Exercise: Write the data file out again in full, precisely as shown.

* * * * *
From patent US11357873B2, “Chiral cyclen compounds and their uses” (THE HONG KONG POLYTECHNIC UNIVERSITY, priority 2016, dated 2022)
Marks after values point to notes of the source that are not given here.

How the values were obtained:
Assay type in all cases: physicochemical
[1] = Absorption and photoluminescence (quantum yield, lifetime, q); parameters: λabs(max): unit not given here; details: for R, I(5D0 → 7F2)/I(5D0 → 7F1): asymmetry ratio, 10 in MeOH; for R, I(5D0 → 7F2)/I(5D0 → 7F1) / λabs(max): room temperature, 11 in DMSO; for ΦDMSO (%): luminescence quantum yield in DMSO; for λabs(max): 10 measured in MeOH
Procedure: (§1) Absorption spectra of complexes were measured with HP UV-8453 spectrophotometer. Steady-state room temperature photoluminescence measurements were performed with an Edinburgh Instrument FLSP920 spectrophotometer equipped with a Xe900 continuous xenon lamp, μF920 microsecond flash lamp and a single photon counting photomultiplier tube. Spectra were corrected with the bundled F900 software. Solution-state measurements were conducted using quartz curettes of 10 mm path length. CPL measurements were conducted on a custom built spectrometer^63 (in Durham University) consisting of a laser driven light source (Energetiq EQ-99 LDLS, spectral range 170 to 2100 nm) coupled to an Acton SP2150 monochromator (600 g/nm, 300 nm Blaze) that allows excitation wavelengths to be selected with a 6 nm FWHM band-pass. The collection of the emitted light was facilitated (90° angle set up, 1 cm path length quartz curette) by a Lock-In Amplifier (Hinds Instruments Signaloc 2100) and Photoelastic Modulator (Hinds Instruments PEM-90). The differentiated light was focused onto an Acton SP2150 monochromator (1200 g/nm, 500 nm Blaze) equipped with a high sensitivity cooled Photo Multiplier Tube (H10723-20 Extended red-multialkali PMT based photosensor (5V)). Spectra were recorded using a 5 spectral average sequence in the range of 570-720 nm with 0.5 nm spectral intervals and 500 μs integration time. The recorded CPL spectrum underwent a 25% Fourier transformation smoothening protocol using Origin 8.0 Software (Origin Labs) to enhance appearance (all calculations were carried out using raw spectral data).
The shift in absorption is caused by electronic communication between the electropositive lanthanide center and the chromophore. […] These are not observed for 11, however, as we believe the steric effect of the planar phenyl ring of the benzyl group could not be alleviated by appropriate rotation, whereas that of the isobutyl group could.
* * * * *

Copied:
From patent US11357873B2, “Chiral cyclen compounds and their uses” (THE HONG KONG POLYTECHNIC UNIVERSITY, priority 2016, dated 2022)
Marks after values point to notes of the source that are not given here.

How the values were obtained:
Assay type in all cases: physicochemical
[1] = Absorption and photoluminescence (quantum yield, lifetime, q); parameters: λabs(max): unit not given here; details: for R, I(5D0 → 7F2)/I(5D0 → 7F1): asymmetry ratio, 10 in MeOH; for R, I(5D0 → 7F2)/I(5D0 → 7F1) / λabs(max): room temperature, 11 in DMSO; for ΦDMSO (%): luminescence quantum yield in DMSO; for λabs(max): 10 measured in MeOH
Procedure: (§1) Absorption spectra of complexes were measured with HP UV-8453 spectrophotometer. Steady-state room temperature photoluminescence measurements were performed with an Edinburgh Instrument FLSP920 spectrophotometer equipped with a Xe900 continuous xenon lamp, μF920 microsecond flash lamp and a single photon counting photomultiplier tube. Spectra were corrected with the bundled F900 software. Solution-state measurements were conducted using quartz curettes of 10 mm path length. CPL measurements were conducted on a custom built spectrometer^63 (in Durham University) consisting of a laser driven light source (Energetiq EQ-99 LDLS, spectral range 170 to 2100 nm) coupled to an Acton SP2150 monochromator (600 g/nm, 300 nm Blaze) that allows excitation wavelengths to be selected with a 6 nm FWHM band-pass. The collection of the emitted light was facilitated (90° angle set up, 1 cm path length quartz curette) by a Lock-In Amplifier (Hinds Instruments Signaloc 2100) and Photoelastic Modulator (Hinds Instruments PEM-90). The differentiated light was focused onto an Acton SP2150 monochromator (1200 g/nm, 500 nm Blaze) equipped with a high sensitivity cooled Photo Multiplier Tube (H10723-20 Extended red-multialkali PMT based photosensor (5V)). Spectra were recorded using a 5 spectral average sequence in the range of 570-720 nm with 0.5 nm spectral intervals and 500 μs integration time. The recorded CPL spectrum underwent a 25% Fourier transformation smoothening protocol using Origin 8.0 Software (Origin Labs) to enhance appearance (all calculations were carried out using raw spectral data).
The shift in absorption is caused by electronic communication between the electropositive lanthanide center and the chromophore. […] These are not observed for 11, however, as we believe the steric effect of the planar phenyl ring of the benzyl group could not be alleviated by appropriate rotation, whereas that of the isobutyl group could.